Saturday, September 28, 2013

Montserrat, or how to feel totally insignificant and supremely divine in one day

Dia tres.

At this point in our trip, I pretty much accepted the fact that I had no bearings whatsoever in the city. I generally have a pretty good rule about finding my way around any given place: go against my directional instincts. Invariably, when I exit a subway station, I am pulled toward a certain direction and invariably, it is the complete opposite direction of where I need to go. Over the years I have harnessed this power so by going in the opposite direction, I get there. However, considering that I was unable to pay attention to any direction, whether instinctual or the opposite in Barcelona, I just followed Rashish, a human compass. And really I was having such a wonderful time that while I was lost most of the time, I was not directionless.

This was the case as we made our way to the train station to hop on a train to Montserrat. A quick word about the railways in the three major foreign cities I've used them: they make no sense. As was the case in Paris finding the ticket booth, purchasing the correct tickets and then figuring out the schedule for a train that went from the city center to an outlying area was intensely confusing. In addition, harried, because despite leaving relatively on time, we arrived to the station late. Also, the first trip injury happened on the way when Lorraine banged her hand really hard into one of the train turnstiles, rendering it bruised and swollen. (PSA: don't google images of swollen hands. Save yourself.)

Thankfully the train was running a few minutes late. Or maybe it wasn't, I don't know because the schedule was not clear, there was no "we are running late announcement" and since we may have been drinking the night before, there was listlessness to our not finding out. Never mind that, we made it.

The train ride was about 40 minutes or so which, considering how big and boisterous the city of Barcelona is and conversely how enormous and peaceful Montserrat is, is pretty damn remarkable.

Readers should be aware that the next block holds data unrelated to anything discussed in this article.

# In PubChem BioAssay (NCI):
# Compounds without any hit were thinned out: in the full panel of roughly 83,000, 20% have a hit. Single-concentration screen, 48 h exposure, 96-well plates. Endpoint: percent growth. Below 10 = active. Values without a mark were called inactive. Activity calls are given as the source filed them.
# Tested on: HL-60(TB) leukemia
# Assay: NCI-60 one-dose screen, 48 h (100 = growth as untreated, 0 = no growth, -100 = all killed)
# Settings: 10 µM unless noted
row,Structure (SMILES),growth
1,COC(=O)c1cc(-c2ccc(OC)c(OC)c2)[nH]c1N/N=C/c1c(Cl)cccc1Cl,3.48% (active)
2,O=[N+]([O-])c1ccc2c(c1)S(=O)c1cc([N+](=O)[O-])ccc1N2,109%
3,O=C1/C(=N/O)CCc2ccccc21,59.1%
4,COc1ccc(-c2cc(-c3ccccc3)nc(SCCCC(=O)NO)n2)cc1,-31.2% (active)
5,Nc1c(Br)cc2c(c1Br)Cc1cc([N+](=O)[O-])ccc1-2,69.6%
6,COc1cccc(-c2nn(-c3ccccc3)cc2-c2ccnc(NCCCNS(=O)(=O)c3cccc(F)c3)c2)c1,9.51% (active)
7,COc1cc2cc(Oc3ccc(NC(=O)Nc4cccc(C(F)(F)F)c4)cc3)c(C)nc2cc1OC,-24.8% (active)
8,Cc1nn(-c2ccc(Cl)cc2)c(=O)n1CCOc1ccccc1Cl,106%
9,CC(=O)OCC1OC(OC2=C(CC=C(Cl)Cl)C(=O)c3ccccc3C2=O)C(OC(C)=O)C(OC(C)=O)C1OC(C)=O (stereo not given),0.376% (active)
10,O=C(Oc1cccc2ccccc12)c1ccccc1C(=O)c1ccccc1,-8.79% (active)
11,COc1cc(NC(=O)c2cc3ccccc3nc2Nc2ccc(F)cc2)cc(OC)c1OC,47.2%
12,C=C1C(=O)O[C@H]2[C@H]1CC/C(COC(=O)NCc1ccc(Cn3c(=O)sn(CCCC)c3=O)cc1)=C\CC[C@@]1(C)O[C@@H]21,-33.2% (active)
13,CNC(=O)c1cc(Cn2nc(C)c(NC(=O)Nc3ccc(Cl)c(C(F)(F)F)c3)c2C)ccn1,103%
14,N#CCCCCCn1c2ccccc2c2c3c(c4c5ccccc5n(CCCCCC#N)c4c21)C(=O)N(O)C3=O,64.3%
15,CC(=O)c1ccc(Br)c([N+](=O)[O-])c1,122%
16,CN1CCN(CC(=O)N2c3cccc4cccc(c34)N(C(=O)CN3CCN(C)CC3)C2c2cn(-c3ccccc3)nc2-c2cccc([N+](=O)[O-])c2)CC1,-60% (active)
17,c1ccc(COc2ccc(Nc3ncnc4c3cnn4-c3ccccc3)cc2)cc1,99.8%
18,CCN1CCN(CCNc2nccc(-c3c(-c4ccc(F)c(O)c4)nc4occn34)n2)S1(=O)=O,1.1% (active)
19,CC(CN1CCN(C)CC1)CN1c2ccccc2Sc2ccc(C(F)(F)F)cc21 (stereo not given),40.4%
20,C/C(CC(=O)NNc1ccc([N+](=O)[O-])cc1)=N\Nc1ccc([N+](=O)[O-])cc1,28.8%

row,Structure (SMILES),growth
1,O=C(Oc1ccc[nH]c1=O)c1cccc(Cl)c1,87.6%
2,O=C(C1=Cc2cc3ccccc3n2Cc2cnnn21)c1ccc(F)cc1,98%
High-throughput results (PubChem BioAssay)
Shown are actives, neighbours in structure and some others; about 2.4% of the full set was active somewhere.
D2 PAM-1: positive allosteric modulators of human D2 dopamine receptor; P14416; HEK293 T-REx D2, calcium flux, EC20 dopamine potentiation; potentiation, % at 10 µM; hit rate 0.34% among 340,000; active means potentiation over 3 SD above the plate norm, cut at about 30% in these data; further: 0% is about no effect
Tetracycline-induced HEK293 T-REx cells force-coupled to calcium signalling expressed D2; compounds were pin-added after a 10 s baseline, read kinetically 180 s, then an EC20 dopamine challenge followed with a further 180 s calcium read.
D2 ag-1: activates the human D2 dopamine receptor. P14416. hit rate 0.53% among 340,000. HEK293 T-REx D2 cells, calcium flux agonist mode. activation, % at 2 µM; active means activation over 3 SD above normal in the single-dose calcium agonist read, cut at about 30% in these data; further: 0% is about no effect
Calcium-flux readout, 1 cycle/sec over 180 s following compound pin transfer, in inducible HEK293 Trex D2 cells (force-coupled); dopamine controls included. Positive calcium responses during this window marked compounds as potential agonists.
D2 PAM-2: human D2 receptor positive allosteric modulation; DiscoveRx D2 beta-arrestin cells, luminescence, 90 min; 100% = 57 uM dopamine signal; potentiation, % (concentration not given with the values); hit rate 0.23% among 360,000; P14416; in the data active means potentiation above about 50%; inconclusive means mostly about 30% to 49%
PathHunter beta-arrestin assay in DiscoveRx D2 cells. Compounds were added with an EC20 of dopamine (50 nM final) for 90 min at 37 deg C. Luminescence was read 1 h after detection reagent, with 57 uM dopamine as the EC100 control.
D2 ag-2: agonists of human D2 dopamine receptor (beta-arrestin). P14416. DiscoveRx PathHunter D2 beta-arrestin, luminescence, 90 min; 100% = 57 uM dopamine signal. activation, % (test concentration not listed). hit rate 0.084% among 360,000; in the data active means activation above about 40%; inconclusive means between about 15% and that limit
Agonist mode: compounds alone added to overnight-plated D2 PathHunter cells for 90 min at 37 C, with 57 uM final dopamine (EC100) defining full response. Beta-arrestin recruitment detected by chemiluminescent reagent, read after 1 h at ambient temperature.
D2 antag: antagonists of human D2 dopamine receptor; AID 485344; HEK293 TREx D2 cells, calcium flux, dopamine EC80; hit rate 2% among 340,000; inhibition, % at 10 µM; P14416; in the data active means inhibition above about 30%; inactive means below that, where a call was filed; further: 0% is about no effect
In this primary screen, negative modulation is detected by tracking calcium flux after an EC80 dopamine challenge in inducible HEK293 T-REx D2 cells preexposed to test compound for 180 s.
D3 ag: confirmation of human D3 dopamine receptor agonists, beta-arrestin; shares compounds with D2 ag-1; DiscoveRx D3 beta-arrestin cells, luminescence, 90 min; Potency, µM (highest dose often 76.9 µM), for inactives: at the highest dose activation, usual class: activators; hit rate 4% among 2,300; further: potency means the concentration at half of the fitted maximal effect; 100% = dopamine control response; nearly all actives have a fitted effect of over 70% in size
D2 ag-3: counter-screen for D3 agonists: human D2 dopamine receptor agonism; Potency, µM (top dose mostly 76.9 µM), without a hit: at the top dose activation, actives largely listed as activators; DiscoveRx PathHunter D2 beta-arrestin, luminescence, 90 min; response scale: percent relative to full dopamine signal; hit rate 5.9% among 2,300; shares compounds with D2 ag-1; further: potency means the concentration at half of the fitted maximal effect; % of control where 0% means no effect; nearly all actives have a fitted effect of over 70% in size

Nancy was really the one who planned this sojourn and I knew nothing about the place before seeing it but I am so glad I went along on this trip. A cable car ride is required to get to even the base of the hiking trails on any point of the mountain and then there are two additional funiculars to get to even higher levels not accessible on foot. In fact, Montserrat has so many peaks that it remains unclear to me if we ever got to the very top. I don't think so since I remember at what we all decided was as far as we would go and looking up to something even higher. I'm not going to lie, I was humbled, awed, afraid, tired, elated, pacific and insignificant all at the same time during various parts of this journey up the (halfway/mostly?) mountain. For some perspective, here is a shot I got of the cable car that takes you from the train station to the base of the hiking trails:

The eensy yellow thing creeps up at quite a clip.

So that experience was humbling in itself. I think along the way we were saying hypothetical last words should the cable snap. "I regret nothing." "Tell my mom I love her." "Tell my mom she's totes deese." You get the picture.

Though this is not my picture, it may as well be since I'm pretty sure we all looked like that when we got off the cable car: